Digital Hand Family based on Hand Anthropometry
A hand version of the computer manikin, the digital hand, is considered an effective assessment tool for hand-operated products at the design stage. For successful assessment of a product, various sizes and proportions of hands need to be virtualized in a computer. A digital hand family consisting of 9 shapes, covering 95% of Japanese individual differences in hand shapes, was generated from hand measurements to represent hand shapes on the periphery of a distribution.
Boundary Family of Computer Manikins
This is a method to calculate body dimensions of representative forms for computer manikins by Bittner et al. (1986). Body dimensions are correlated with each other. By applying factor analysis, the information carried by the body dimensions is then summarized into 2 uncorrelated factors. By drawing a distribution map of subjects based on the obtained scores of the first 2 factors, a probability ellipsoid is defined in which 95% of the subjects will fall. The center of the distribution is the mean (#9). From the formula of the probability ellipsoid and the formulae of the X-axis (Y=0), the Y-axis (X=0), and Y=±X, we calculate the factor scores of the shapes which are at the intersecting points of the ellipsoid and the 2 factor axes (#1, #5, #3, #7), of the shapes at the intersecting points of the ellipsoid and Y=±X (#2, #4, #6, #8).
Shape Measurement of Hands
By using traditional methods, 25 dimensions were measured for 35 males and 22 females. On the assumption of a link structure, shown in the example drawing to the right, the dimensions to estimate the lengths of phalangeal joint links were measured. Factor analysis was conducted using a total of 39 measurement items.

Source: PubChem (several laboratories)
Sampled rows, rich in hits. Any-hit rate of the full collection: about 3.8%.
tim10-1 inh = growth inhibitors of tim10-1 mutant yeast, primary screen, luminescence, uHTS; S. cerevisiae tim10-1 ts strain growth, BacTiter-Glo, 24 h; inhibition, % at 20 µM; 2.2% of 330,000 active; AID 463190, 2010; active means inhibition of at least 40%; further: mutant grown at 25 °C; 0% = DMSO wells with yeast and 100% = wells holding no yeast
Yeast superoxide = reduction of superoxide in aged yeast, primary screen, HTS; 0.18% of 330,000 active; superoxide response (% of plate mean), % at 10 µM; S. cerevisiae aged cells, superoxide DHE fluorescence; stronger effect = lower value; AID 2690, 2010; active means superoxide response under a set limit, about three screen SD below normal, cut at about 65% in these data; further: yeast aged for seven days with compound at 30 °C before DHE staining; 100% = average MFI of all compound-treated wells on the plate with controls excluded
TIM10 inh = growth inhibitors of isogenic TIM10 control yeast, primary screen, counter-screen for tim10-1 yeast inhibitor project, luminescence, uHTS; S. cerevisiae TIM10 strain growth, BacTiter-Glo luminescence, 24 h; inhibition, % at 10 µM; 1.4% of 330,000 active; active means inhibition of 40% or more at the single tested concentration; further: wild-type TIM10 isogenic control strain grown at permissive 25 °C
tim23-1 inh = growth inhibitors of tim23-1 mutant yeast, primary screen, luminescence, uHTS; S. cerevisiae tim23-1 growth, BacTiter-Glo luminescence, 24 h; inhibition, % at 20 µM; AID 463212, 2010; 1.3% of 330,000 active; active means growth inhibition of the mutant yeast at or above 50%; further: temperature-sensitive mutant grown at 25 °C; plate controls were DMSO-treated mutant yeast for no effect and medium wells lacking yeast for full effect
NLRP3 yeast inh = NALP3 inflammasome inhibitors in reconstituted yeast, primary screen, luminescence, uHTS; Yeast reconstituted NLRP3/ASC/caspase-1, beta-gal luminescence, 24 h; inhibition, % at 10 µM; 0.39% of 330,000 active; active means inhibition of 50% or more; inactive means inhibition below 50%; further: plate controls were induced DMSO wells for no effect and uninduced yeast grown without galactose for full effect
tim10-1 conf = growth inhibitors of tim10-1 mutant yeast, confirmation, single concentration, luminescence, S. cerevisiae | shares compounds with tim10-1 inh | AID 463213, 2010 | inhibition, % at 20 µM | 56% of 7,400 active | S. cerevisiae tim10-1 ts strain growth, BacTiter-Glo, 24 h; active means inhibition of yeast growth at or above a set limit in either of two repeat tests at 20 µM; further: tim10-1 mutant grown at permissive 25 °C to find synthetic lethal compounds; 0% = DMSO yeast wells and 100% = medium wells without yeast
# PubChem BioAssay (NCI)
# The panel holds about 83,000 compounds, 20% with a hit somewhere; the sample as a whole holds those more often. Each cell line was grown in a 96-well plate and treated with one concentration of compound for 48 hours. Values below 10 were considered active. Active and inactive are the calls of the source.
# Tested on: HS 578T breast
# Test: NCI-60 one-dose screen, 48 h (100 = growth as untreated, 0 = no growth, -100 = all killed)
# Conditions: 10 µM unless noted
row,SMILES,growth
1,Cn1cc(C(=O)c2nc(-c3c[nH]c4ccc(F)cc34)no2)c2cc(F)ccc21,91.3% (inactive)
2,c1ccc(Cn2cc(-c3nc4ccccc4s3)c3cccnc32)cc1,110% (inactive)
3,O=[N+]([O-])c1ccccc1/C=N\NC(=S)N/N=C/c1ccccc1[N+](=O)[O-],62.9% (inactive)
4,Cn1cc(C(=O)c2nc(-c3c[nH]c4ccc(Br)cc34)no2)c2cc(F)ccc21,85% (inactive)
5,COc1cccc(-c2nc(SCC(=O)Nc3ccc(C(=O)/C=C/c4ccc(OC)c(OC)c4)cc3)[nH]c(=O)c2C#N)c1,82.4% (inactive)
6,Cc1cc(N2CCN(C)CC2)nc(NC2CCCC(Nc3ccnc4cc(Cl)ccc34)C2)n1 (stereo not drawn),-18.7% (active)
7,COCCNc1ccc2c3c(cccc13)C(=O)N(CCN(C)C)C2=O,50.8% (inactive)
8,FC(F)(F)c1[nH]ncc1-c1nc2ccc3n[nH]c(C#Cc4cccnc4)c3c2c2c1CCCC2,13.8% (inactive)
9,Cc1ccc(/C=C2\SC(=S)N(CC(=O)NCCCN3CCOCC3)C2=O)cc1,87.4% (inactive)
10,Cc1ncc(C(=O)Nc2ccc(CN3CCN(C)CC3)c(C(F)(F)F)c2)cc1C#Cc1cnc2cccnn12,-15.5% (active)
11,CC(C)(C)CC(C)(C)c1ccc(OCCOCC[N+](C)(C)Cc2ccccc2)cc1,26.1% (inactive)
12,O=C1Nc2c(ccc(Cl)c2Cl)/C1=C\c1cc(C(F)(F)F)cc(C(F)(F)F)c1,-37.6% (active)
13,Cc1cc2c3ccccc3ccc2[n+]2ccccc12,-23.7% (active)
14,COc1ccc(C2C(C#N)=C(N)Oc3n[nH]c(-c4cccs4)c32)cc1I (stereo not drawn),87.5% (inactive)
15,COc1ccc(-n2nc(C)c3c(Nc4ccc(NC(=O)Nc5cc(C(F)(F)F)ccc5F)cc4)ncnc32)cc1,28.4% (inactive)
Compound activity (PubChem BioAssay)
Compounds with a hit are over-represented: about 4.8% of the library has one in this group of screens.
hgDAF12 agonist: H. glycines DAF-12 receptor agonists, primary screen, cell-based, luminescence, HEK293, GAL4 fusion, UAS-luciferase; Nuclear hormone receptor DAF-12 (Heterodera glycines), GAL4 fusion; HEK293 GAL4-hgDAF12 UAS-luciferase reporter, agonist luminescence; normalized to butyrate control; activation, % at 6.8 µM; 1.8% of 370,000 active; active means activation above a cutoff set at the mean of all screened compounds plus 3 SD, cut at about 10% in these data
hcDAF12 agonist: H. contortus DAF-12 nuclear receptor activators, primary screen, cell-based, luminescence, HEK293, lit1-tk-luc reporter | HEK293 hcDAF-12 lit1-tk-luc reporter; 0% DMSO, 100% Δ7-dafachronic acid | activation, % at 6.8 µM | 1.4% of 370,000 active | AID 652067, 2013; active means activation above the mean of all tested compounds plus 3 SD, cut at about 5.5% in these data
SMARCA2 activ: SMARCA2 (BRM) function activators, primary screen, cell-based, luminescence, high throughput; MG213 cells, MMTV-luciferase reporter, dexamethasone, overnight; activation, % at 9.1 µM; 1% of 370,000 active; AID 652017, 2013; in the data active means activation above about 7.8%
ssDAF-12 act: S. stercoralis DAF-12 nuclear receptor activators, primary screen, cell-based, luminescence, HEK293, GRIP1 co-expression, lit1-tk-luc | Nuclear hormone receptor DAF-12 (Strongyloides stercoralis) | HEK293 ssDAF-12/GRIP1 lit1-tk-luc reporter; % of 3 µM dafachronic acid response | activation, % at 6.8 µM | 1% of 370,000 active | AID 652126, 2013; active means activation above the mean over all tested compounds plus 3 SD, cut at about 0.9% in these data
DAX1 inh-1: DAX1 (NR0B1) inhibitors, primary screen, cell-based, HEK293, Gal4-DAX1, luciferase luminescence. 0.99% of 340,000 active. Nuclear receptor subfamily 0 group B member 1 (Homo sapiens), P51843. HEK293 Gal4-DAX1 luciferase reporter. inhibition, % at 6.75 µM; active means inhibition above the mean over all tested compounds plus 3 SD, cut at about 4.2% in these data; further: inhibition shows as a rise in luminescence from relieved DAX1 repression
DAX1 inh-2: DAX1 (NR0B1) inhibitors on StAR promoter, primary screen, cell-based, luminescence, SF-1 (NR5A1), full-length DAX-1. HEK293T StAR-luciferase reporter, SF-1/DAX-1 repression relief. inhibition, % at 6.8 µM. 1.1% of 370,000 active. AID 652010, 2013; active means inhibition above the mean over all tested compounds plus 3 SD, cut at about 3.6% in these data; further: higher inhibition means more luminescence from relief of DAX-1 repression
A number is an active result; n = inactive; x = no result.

The Results of a Factor Analysis
The first factor was related to finger length, and the second factor was related to the joint breadth and hand thickness. On the distribution map: Finger length increases in the positive direction on the X-axis, and the finger thickness increases in the positive direction on the Y-axis.
There was a clear distinction between males and females. If an industrial product is to be designed for separate genders (like fashion gloves), there may be a need to make digital hands for each gender. However, most hand-operated industrial products are unisex in design. The dimensions of the boundary family, shown on the right side of the drawing, are calculated. The mean shape (#9) is at the edge of the distribution for both males and females.
Digital Hand Family
A commercially available software, Poser (Curious Lab. Inc.), was used to display the calculated dimensions.
- Kasai, S., M. Kouchi, N.Miyata, T. Kurihara and M. Mochimaru, 2003: Ananalysis of hand measurements for digital hand models. XVth Triennial Congress International Ergonomics Association (IEA2003), 2003